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Modern gas turbines and fuel cells (Theme 2) are efficient ways of turning gas into electrical energy. However, converting electrical energy back into gas has not yet been achieved at a commercial scale. The broad goal of this theme is to better integrate the power and gas grids by developing efficient and cost-effective methods for converting surplus electrical power into usable gas.


Water electrolysis using non-platinum materials

A water electrolyser is a clean process capable of converting surplus electricity generated by renewable energy sources, such as solar and wind, into H2. The H2 can be readily stored for subsequent use in fuel cell stacks (see Theme 2), as a feedstock for converting CO2 into methane (Subtheme 3.3) or converted into ammonia (Subtheme 3.4). The active component in conventional water electrolysis cathodes is typically platinum (or other platinum-group metals). Platinum is both scarce and costly relative to carbon and other transition metals, and a suitable alternative needs to be found. The subtheme will build on current research to further develop high- efficiency water electrolysers centred on non-platinum materials. Transition metals such as nickel and cobalt and, even better, carbon (a non-metal), as well as blends of these elements have exhibited similar and in some cases better activity relative to platinum-based systems. Importantly, these non-platinum systems have been shown to perform well in in alkaline and near-neutral electrolytes, including natural seawater. The advantages of such systems include high feasibility, low cost and high efficiency.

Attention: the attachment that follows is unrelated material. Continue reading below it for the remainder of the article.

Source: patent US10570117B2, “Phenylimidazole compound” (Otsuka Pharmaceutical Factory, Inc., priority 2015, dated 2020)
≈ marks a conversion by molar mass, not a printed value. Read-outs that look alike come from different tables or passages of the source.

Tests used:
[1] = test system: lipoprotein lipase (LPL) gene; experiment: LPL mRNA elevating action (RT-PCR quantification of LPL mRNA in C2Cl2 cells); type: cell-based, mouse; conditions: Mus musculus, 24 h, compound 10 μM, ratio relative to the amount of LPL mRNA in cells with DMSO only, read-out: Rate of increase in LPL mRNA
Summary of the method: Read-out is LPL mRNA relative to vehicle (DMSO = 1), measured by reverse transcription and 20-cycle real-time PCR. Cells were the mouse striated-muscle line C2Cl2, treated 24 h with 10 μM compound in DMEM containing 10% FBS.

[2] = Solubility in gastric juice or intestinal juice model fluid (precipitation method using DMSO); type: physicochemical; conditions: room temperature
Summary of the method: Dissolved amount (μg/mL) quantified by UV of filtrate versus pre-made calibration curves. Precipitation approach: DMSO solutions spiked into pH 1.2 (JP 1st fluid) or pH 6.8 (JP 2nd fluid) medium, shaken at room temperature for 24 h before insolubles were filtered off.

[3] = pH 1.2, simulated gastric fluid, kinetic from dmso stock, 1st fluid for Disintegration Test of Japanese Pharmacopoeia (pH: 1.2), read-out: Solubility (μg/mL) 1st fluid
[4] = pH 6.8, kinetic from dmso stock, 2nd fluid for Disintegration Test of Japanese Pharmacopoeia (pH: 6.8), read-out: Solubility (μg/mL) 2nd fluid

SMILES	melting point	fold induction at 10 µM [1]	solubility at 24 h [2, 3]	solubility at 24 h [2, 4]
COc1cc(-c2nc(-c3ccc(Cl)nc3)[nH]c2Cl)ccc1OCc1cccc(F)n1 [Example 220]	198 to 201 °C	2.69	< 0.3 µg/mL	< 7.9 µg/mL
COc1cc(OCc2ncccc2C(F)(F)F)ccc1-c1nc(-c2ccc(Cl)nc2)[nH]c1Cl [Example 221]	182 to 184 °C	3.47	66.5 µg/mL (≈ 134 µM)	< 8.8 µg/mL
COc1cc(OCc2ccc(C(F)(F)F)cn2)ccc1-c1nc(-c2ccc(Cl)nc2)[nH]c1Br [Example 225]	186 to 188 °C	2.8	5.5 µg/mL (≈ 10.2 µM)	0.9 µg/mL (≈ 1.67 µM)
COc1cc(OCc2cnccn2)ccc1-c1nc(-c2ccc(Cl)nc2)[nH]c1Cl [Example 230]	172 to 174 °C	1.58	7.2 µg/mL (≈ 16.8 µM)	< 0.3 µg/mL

Water and/or CO2 electrolysis using reversible solid oxide cells

This sub-theme encompasses development of high efficiency and durable solid oxide cells (SOCs) for effective water and/or CO2 electrolysis, enabling storage of excess renewable electricity from renewable sources as H2. Furthermore, the electrocatalyst and cell materials will be developed for steam–CO2 co-electrolysis to convert waste CO2 (for example from coal fired power plants or ammonia plants) to syngas (Step 1), which can be used as a feedstock for further chemical synthesis including fungible liquid fuels (Step 2). The endothermic syngas generation (Step 1) and exothermic catalytic liquid fuel synthesis (Step 2) would be thermally integrated to maximise the efficiency of the overall process.

PEM proton exchange membrane reversible

This technology is of particular interest for large scale renewable energy storage and export in regions with high solar, wind or tidal power resources as well as sources of CO2. - for example, the Pilbara in Western Australia with plenty of solar energy available and the presence of industrial establishments producing large amount of CO2. Besides using CO2 from cement, fertiliser and power plants, the process can further be combined with emerging atmospheric CO2 capture technology. While the costs of atmospheric CO2 capture technology are currently high, it is not location specific and it does not depend on the specific emission source, enabling CO2 re-use to close the carbon cycle. Round-trip efficiencies in excess of 70% have been projected.

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Solar synthesis of methane from H2 and waste CO2